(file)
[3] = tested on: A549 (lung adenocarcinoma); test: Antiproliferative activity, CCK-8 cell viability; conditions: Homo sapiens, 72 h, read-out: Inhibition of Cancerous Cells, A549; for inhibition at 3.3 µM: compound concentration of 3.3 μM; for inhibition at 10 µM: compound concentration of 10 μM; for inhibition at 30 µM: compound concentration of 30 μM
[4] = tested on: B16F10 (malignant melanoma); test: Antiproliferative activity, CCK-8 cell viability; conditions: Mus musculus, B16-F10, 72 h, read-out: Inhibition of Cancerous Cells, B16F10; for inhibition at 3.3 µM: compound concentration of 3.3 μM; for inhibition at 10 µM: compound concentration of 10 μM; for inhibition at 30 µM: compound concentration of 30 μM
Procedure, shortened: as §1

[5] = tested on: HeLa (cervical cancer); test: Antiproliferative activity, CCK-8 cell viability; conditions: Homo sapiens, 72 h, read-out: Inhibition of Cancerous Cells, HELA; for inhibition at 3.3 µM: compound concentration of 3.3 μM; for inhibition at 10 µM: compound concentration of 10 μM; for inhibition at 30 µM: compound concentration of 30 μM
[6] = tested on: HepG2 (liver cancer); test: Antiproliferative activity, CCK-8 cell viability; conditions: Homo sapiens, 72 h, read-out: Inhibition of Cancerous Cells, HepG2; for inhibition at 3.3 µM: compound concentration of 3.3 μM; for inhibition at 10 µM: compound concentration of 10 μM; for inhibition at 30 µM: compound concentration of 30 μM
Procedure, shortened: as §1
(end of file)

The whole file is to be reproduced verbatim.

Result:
[3] = tested on: A549 (lung adenocarcinoma); test: Antiproliferative activity, CCK-8 cell viability; conditions: Homo sapiens, 72 h, read-out: Inhibition of Cancerous Cells, A549; for inhibition at 3.3 µM: compound concentration of 3.3 μM; for inhibition at 10 µM: compound concentration of 10 μM; for inhibition at 30 µM: compound concentration of 30 μM
[4] = tested on: B16F10 (malignant melanoma); test: Antiproliferative activity, CCK-8 cell viability; conditions: Mus musculus, B16-F10, 72 h, read-out: Inhibition of Cancerous Cells, B16F10; for inhibition at 3.3 µM: compound concentration of 3.3 μM; for inhibition at 10 µM: compound concentration of 10 μM; for inhibition at 30 µM: compound concentration of 30 μM
Procedure, shortened: as §1

[5] = tested on: HeLa (cervical cancer); test: Antiproliferative activity, CCK-8 cell viability; conditions: Homo sapiens, 72 h, read-out: Inhibition of Cancerous Cells, HELA; for inhibition at 3.3 µM: compound concentration of 3.3 μM; for inhibition at 10 µM: compound concentration of 10 μM; for inhibition at 30 µM: compound concentration of 30 μM
[6] = tested on: HepG2 (liver cancer); test: Antiproliferative activity, CCK-8 cell viability; conditions: Homo sapiens, 72 h, read-out: Inhibition of Cancerous Cells, HepG2; for inhibition at 3.3 µM: compound concentration of 3.3 μM; for inhibition at 10 µM: compound concentration of 10 μM; for inhibition at 30 µM: compound concentration of 30 μM
Procedure, shortened: as §1